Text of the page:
Fast-acting bystander saves life with CPR

When Peter did CPR training in 2015, he didn’t know when he’d use it – or if he’d use it at all.

But the knowledge and confidence he developed from learning how to perform CPR gave him the skills he needed to save a life four years later.

Peter’s CPR experience happened in June 2019 at a conference at the University of Strathclyde. When Marc, a conference delegate visiting from Holland, became unconscious, Peter remembered what he had learned, and sprung into action.

“Me and another chap started resuscitation,” he explained. “Then I remembered the Automated External Defibrillator (AED) that was at reception. I got the other man to take over CPR and ran and got the AED. I listened to the instructions from the machine, which were very clear and concise, pushed the button, and after one hit, his eyes opened.”

Everyone involved breathed a sigh of relief when Marc regained consciousness – especially Peter.

“I was speaking to him, getting him to take deep, slow breaths, just reassuring him that help was on its way. Seconds later, first aiders and paramedics were there, and I handed over to them.

“By then the gentleman was quite alert. By the time he was on his way to the ambulance he was already on the phone to his wife. In between that, we managed to talk about family and football!”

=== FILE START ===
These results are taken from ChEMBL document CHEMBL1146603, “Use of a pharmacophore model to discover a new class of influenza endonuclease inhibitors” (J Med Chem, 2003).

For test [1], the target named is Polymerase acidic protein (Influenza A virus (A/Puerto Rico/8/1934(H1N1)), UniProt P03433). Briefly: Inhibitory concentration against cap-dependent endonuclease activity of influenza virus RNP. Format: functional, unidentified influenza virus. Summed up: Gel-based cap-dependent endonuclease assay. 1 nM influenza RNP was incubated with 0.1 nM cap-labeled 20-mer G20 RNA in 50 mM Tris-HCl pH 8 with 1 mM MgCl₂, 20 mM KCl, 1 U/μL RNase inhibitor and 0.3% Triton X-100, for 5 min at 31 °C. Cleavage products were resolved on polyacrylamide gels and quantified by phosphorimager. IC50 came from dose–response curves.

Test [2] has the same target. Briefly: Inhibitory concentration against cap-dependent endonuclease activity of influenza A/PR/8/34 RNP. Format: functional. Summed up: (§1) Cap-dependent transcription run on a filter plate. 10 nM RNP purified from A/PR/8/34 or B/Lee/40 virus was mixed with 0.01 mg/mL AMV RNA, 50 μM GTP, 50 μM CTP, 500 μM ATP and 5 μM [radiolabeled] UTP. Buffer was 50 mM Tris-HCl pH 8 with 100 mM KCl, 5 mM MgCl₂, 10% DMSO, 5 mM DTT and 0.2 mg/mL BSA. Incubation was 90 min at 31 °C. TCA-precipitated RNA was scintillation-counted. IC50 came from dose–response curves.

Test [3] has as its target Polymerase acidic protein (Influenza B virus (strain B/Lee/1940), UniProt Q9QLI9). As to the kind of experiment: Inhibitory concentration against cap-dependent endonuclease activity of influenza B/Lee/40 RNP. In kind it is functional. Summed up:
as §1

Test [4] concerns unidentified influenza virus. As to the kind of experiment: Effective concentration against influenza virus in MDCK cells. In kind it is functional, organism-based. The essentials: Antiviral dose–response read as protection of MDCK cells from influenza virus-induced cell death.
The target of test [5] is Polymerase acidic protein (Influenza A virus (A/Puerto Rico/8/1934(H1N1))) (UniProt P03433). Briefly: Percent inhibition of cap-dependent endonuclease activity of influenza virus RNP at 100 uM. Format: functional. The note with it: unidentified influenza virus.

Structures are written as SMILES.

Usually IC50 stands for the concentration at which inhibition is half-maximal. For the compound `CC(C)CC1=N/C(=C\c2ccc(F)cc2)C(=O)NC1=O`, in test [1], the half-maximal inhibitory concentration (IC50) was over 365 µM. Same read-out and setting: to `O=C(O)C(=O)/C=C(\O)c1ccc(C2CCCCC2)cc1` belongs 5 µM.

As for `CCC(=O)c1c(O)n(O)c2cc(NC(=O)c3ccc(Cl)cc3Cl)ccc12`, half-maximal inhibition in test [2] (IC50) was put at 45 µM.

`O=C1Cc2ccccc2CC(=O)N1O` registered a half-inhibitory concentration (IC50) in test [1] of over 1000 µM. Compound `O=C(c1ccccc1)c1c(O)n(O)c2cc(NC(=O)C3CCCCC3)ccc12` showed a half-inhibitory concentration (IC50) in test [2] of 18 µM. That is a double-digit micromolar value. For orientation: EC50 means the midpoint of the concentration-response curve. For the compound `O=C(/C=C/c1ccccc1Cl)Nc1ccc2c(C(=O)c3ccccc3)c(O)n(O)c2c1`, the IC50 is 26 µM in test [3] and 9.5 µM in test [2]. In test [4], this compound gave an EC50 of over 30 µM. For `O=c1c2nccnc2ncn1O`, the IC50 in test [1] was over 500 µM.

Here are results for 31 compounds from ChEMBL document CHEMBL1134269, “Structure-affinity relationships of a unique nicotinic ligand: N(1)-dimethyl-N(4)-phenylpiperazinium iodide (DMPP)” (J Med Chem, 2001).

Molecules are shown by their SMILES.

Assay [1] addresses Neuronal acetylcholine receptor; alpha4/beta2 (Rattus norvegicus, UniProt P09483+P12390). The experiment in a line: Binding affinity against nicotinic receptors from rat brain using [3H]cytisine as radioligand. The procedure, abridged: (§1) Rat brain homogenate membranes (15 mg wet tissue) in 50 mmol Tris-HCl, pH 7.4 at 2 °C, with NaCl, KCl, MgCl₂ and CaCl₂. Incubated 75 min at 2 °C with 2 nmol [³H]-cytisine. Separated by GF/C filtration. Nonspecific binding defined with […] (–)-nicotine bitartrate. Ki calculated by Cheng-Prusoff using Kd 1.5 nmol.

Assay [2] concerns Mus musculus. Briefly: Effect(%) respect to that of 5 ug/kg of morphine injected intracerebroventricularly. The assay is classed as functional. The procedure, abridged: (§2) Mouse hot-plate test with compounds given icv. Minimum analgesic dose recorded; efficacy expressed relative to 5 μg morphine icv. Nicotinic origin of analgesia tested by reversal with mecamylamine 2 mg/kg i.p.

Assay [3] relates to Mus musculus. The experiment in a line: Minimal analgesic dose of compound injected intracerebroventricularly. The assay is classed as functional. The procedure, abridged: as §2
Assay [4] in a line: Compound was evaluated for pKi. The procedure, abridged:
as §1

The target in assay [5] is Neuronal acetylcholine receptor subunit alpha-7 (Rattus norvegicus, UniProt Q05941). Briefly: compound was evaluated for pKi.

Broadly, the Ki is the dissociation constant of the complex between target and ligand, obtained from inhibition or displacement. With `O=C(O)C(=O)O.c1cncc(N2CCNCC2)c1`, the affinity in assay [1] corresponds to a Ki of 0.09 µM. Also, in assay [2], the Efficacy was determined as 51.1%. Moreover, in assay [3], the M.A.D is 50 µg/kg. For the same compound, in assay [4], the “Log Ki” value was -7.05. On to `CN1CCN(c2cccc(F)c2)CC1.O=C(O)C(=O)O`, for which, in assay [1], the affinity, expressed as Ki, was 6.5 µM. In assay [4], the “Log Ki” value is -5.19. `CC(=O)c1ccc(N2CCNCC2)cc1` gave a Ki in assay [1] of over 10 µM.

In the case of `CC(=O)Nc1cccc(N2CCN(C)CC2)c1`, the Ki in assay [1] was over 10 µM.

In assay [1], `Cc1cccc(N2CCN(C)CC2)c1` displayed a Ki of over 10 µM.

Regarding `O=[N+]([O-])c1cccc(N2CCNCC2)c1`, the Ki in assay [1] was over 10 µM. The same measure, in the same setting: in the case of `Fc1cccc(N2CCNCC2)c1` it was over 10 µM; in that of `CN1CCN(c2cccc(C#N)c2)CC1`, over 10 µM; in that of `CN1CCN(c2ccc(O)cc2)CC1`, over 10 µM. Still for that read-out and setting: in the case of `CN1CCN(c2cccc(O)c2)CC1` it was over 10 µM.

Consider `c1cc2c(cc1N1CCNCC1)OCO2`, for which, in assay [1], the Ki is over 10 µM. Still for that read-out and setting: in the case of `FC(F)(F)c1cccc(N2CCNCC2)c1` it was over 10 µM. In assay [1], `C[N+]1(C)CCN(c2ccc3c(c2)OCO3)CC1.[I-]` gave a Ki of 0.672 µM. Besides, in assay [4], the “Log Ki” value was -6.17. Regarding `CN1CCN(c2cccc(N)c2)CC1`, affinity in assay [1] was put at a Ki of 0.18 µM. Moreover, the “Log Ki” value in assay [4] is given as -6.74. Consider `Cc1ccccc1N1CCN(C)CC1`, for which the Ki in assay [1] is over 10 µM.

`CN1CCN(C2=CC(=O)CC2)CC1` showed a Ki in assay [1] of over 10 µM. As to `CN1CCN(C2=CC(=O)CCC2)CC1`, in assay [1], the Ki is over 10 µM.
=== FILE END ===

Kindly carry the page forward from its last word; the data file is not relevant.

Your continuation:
Without Peter’s immediate action, Marc would not have survived. “The paramedics explained that by the time they got there it would’ve been too late,” said Peter.

Marc went on to have a quadruple bypass, making a strong recovery. Peter also spent some time reflecting on what he’d done and processing the events of the day.

“After it happened, a colleague sat down with me and we had a cup of tea. I finished up, went home and de-stressed.

“I felt proud of myself. It was a triumph for everyone involved.

"What made me happiest is that I knew this gentleman had the chance to speak to his family again"
- Peter Costello

He now wants others to follow in his footsteps, learn CPR right now, and act with the urgency that is needed when a person is in cardiac arrest.

“Even if you learn once in your life, it will stay with you. Anyone, even if they don’t know if they’ll use it, should learn CPR and how to use an AED.”

During the COVID-19 pandemic, studies have shown a decrease in the number of people performing bystander CPR, and Peter thinks it’s especially important to change that.

He said, “The situation across the world at the moment shouldn’t change anything. People are still having cardiac arrests and so we still need to act quickly to give them a chance of survival.” 

Interested in learning more about performing CPR during the COVID-19 pandemic?

Visit the CPR Right Now campaign to find an animation guides you through the updated CPR guidance for COVID-19.